Unfortunately long term bouts of sickness and setting up semi permanent residence on the couch are no longer feasible. Life seems slightly more exciting than continuous episodes of Home & Away, or Antiques Roadshow (god bless daytime television). There’s also the matter of A Levels, and general life. So, come Sunday night I was fairly perturbed to be feeling ill. By Monday this had worsened, and I decided to take myself off to A&E since there was a murmured mention of appendix pain being isolated solely to the right of the stomach. I’ve been to A&E twice before and it’s always hideously exciting, sat on a squeaky plastic chair getting to ogle various degrees of fascinating injuries in the waiting room. On the first occasion, I snapped a glowstick and got an interesting amount of glow in the dark liquid in my eye (being quite young, I still can’t fully remember if I did this on purpose, to see if my eyes would glow in the dark, or if it was an honest mistake). On the second occasion I slit open my finger on a tin of cat food and the sight of flesh made me a little weak at the knees. This time I did have to drive myself, the true early stages of committed adulting starting to arise. However no one was fully pleased to see me as I wasn’t in any way near expiry. I got a tap on the wrist for taking the wrong sort of medication, asked pleasantly what I had eaten for lunch, reminded to drink enough water and take some fresh exercise. All and well I spent the rest of the evening under the covers bemoaning life and scrolling instagram continuously, hoping I would sleep off my pain. The next day followed suit, and come the following I dropped back in to the doctors to have some bloods taken.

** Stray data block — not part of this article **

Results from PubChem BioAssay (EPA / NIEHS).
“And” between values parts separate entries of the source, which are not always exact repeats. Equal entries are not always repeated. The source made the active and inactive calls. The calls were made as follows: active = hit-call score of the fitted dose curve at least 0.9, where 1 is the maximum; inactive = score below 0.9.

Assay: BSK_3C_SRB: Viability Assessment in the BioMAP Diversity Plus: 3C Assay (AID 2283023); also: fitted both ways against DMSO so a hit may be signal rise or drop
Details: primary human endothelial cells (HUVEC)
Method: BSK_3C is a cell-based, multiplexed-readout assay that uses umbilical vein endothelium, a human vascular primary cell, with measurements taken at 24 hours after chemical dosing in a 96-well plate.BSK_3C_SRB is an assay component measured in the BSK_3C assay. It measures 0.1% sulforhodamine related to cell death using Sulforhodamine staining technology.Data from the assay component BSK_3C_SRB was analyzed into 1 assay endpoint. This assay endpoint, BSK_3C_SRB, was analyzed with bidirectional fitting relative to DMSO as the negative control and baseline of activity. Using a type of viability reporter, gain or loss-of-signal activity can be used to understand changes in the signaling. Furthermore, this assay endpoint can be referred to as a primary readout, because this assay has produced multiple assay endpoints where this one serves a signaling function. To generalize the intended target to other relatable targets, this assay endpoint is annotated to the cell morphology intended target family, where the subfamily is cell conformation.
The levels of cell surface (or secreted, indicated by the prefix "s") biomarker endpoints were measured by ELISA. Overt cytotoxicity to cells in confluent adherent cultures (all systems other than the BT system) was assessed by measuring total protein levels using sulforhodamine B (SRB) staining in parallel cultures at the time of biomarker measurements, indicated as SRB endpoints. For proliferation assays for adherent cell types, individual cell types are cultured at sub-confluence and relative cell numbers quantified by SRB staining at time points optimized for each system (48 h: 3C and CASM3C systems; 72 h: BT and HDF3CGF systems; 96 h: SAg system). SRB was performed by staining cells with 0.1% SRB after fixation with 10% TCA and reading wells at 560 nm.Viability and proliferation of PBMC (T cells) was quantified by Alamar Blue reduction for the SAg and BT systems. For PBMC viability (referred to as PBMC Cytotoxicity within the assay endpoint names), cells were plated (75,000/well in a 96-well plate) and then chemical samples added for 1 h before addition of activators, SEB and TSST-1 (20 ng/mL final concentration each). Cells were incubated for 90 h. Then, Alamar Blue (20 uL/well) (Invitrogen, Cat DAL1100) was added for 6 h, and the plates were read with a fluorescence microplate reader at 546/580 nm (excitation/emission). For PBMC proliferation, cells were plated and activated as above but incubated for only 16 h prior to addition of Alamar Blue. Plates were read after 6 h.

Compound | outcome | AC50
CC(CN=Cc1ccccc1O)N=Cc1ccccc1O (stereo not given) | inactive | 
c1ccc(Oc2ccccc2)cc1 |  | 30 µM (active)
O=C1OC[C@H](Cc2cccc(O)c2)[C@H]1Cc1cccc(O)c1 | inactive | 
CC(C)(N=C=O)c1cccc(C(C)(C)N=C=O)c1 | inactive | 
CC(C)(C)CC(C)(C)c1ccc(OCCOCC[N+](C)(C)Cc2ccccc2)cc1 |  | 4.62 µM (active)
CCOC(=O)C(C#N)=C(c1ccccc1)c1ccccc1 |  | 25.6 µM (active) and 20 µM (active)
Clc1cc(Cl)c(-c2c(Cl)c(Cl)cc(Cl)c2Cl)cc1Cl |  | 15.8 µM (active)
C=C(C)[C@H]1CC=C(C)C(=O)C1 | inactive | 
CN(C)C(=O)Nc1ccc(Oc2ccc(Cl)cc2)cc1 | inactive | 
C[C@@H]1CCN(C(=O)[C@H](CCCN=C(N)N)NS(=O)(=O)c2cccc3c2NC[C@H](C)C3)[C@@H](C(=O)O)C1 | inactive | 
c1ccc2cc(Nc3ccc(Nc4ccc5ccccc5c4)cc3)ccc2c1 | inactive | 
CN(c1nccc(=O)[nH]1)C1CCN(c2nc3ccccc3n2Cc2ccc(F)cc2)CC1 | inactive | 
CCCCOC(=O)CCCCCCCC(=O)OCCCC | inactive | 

I suppose I’m every doctors worst nightmare – before coming into your office I have scrolled WebMD thoroughly, and diagnosed myself with at least 5 possible illnesses, alongside covering all varying degrees of treatment and efficiency. My best true diagnosis to date was coming in to tell the doctor I had moo-co-co-lees. She looked at me a little perplexed, until I showed her my lips whereby I was left a little red faced when told that my pronunciation from online readings didn’t quite fit mew-co-seals, or rather mucoceles.

Anyway feeling considerably better after my GP visit I duly headed to the gym haven the next day, necked my preworkout and set about my deadlifts to receive a call stating that I may indeed have appendicitis. This mixed with a questionable amount of caffeine was indeed an interesting combination. Followed by my third doctors visit to the week, I was sat pleasantly in the waiting room when a nurse came, smiling cheerfully and attempted to insert a canula into my arm as routine procedure. This wasn’t quite what I had expected, having been told by my GP that it would just be a quick scan to make sure it wasn’t appendicitis (the quick scan turned out also to be not quite so quick, as there was a flurried explanation of cameras going into all sorts of holes). As it turned out I don’t have appendicitis (curse you WebMD), quite thankfully as I was nowhere near as sick as the poor people in the ward. I also avoided both scan and canula and left with only a slightly sore vein from another blood test.

Either way, I’m certainly quite thankful not to be plagued with appendicitis or anything more serious and have learned a lesson as not to glue myself to online self diagnoses at the slight ache or ailment.

(Once a hypochondriac always a hypochondriac).

On having a surname that no one can pronounce.

Although people have tried, bless them.


WEE-AY-ELD?
WADDLE?
WAY-EL-DA?

My personal favourite was something along the lines of ‘valkyrie’ at a poetry reading. My cheeks may have risen to an odd shade of scarlet.

I’ve been asked where I originate from (really the UK), and stopped at border controls (although I feel like this may be more due to my passport photo, in which I look vaguely like a pre pubescent six year old boy with a neat pudding bowl crop).
One of the classic moments was during a school register, with Miss calling out each of our names one by one, calling everyone’s first name and their surname. Of course she reached my name in the list and paused for a moment, gave me a quick glance, and left it at Liv. Sometimes it is clearly better to act blasé and breeze over it than give out an awkward mouthful.